No-show for 25 years, convicted rapist taken into county custody
Living a quiet life in Zion 'just going about his business'
March 2, 2007
By ART PETERSON and Nicholas P. Alajakis [email protected] [email protected]
ZION -- A clerical error in 1982, that kept a convicted rapist out of jail for 25 years, has been righted.
Sebon Brown Jr, 56, of Zion, is again facing a 15-year jail sentence for a 1973 rape conviction, but it's unlikely that he'll evade prison, like he did more than two decades ago.
Brown was living on Gideon Avenue in Zion for the past two decades, while a warrant that should have been issued for his arrest, never was.
Brown was released on bond in the early 1980s while he appealed his rape conviction. But when the Appellate Court upheld the conviction and ordered Brown to turn himself in, to begin serving the sentence, he was a no-show.
On March 4, 1982, a warrant was ordered for his arrest. However, that judge's order was apparently never typed up and issued,
according to the criminal court supervisor in the Lake County Circuit Court Clerk's office who declined to give her name.
"I found out on Monday from the Illinois Department of Corrections. They called and said this guy had never surrendered," she said Thursday.
A new version of the warrant was issued Wednesday, using Brown's 1973 address, said Lake County Sheriff Mark Curran Jr.
Deputies went to the home at 3212 Gideon Ave. at 8:30 p.m. Wednesday and arrested Brown without incident, Curran said.
While it was surprising that Brown was still living at the same address, it was more of a shock that he has remained under police radar for so long, Curran said.
"He did nothing to bring attention to himself," Curran said. "Not even a traffic stop. He was just going about his business, it seemed."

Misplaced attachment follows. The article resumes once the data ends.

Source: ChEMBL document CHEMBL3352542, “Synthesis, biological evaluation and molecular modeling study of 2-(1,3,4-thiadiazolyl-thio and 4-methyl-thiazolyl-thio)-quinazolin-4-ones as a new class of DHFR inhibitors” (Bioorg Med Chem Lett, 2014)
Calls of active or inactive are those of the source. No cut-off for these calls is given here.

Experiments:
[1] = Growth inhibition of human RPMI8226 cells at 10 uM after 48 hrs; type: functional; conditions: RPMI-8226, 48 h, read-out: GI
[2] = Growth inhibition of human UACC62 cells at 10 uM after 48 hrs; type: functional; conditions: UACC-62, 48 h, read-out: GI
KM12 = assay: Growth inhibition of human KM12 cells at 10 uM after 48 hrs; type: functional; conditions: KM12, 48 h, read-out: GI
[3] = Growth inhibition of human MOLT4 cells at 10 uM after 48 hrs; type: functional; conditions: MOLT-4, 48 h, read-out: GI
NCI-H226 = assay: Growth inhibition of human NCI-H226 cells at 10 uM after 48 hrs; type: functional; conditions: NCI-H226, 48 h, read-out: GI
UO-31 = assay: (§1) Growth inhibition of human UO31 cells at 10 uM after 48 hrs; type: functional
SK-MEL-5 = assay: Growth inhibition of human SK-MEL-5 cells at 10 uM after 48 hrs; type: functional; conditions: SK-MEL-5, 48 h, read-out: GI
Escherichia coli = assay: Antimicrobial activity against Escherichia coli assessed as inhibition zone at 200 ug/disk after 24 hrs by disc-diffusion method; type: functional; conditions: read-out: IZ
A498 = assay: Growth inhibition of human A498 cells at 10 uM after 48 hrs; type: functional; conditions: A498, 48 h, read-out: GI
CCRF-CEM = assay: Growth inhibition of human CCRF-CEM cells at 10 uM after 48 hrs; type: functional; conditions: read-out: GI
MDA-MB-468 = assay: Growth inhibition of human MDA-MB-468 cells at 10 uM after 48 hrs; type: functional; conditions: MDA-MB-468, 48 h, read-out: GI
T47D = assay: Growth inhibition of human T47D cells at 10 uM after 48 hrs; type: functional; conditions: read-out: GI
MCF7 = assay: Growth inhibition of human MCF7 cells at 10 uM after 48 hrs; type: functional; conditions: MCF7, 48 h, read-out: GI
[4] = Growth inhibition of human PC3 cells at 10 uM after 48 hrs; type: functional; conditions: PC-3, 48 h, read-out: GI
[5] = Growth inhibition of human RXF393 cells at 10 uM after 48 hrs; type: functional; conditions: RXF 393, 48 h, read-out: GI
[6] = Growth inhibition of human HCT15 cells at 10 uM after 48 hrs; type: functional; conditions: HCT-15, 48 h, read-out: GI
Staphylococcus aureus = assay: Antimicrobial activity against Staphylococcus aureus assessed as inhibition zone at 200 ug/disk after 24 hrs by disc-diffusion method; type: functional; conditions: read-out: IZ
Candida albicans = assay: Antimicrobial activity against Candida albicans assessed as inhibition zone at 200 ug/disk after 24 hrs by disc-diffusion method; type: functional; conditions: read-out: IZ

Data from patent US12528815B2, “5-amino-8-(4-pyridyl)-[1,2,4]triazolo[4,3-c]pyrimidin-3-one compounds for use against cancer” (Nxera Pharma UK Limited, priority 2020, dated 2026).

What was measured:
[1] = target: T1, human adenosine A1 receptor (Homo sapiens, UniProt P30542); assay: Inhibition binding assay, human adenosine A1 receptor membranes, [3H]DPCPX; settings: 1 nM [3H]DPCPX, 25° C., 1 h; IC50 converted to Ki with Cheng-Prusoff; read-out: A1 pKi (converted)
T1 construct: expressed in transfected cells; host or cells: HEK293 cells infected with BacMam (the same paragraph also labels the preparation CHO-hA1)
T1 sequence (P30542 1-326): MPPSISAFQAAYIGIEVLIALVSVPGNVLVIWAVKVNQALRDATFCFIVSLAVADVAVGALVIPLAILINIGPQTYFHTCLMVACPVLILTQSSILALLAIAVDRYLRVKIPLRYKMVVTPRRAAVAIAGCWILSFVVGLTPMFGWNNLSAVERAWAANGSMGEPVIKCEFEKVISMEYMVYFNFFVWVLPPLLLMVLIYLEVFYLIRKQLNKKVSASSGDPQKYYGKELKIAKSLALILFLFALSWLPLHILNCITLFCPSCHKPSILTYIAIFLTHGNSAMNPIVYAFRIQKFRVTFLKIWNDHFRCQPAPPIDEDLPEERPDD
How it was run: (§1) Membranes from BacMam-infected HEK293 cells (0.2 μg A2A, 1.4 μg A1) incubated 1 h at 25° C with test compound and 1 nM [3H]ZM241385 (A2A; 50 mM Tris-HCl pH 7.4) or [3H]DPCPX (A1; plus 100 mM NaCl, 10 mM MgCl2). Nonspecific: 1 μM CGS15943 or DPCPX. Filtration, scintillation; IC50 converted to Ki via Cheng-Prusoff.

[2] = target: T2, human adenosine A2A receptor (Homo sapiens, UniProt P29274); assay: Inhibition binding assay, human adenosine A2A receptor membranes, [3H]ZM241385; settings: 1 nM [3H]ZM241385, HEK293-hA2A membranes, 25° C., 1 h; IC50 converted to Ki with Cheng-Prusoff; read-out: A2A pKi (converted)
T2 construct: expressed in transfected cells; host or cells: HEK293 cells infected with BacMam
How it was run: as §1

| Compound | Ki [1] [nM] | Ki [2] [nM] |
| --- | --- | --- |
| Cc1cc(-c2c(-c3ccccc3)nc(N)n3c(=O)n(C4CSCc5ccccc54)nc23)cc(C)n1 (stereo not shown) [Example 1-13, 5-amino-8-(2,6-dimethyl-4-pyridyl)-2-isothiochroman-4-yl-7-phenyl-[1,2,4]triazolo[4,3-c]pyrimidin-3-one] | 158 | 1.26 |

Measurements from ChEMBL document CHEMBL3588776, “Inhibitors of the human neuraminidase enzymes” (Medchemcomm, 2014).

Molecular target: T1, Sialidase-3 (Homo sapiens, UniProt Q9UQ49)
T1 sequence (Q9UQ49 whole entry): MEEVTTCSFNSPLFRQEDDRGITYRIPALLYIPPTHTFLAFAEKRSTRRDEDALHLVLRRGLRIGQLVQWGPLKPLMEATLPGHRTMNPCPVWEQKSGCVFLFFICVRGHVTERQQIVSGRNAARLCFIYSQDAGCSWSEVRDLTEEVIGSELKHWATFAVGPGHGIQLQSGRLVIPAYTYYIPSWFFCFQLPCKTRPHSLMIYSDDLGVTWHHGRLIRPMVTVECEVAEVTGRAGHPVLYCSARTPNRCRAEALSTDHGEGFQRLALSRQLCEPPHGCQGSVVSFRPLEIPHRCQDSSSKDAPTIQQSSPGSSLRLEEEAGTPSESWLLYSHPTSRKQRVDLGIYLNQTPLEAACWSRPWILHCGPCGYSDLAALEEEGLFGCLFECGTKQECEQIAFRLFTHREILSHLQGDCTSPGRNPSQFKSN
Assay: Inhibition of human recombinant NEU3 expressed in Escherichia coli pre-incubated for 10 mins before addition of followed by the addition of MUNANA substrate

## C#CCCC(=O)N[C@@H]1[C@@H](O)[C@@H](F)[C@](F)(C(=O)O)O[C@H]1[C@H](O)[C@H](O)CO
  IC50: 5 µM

Curran's office did not know what exactly Brown has doing for the past 25 years.
In bond court Thursday, Judge Valerie Boettle Ceckowski set a status date for March 7. Brown is being held in the Lake County Jail without bond.
Mathew Chancey, chief of the criminal division in the state's attorney's office, said Brown should simply be sent to prison, noting, "He's already been tried and found guilty, sentenced and lost his appeal."
Yet to be determined is how much, if any, of the sentence that Brown may have served. Chancey indicated the 25-year-old Appellate bond information "is not in our records."
Under 1973 sentencing standards, Brown had been sentenced to a term of "15 to 30 years," with the actual number determined by a parole board, which would review the case after a percentage of the sentence had been served,
Brown, then 22, was convicted of raping a 17-year-old Kenosha girl in a car. A 20-year-old co-defendant, James B. Edwards, also was convicted of rape and sentenced to "10 to 20 years" in prison. He is believed to have served his sentence.
A third Zion man involved in the attack, David Croom Jr., 20, testified against the other two in exchange for a reduced conviction of robbery.
Brown became a jailhouse informant for the so-called De MauMau gang murders which occurred, unobserved by guards, in the jail in 1973. Four Chicagoans were charged with killing two fellow gang members who were going to testify against them. The two strangled victims were found in their locked individual cells.
Brown testified he heard two of the gang members say they were going to "take care of" the two who were going to "turn state's evidence."
The four surviving gang members were found not guilty of the jail murders, but they were convicted of several other murders in Lake County.